Both nights were greatly aided by Sharon’s baking, especially the flourless mocha cake and Ghirardelli brownies!

Prayer Needed for Intermed This Weekend

This Friday night and Saturday morning, MCO and CMDA are hosting Intermed, our annual gathering of local healthcare students and professionals for worship, fellowship and teaching.  But this is not our usual Intermed.  God has allowed us to invite Dr. David Levy, neurosurgeon and author of Gray Matter, to be our speaker.  Based in San Diego, Dr. Levy is going to speak to us at Intermed, but also at other medical campuses throughout his week in our area (March 8-15).

On Friday evening, he’ll show us what it means to talk about Christ with the people around us, as well as challenge us on what it looks like to let go of anger we harbor toward God and others.  More than just raw information, though, Dr. Levy has dealt with these topics very personally in his own life and medical practice.  As we minister to students and professionals, we’re excited about offering them one portrait of who we hope they’ll become.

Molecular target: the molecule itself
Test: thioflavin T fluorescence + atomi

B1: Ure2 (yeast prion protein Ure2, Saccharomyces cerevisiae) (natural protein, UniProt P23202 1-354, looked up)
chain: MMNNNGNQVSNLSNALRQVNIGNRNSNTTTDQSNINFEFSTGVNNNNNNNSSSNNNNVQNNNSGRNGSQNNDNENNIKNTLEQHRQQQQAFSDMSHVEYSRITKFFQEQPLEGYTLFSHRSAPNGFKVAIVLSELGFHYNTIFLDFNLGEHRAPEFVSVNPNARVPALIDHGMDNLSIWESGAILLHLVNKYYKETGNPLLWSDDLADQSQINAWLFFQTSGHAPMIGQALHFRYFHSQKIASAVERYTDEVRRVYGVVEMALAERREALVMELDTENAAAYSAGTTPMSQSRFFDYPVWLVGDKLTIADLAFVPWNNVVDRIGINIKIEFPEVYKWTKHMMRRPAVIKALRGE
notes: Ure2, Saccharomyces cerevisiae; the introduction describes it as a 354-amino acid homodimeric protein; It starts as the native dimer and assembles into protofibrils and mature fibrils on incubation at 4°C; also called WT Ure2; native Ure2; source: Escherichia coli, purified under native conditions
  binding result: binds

As you can imagine, we very much need your prayers for Dr. Levy’s visit:

  • for protection from the evil one.  Already we’ve seen evidence of spiritual resistance, and need God to protect us.
  • for the Spirit’s power as Dr. Levy speaks.  His messages will be powerful, but lasting change only happens through Christ’s work in our hearts.
  • that weary people would come away not only changed, but refreshed!
  • for God to put together “divine appointments” for Dr. Levy in between speaking engagements.  He very much wants to minister to those who need what God wants to do through him.  Pray also for me and others as we interact with students at these events; I expect that God will be giving us similar opportunities in response to his work through Dr. Levy.  We want to be His instruments of healing and change here in the city!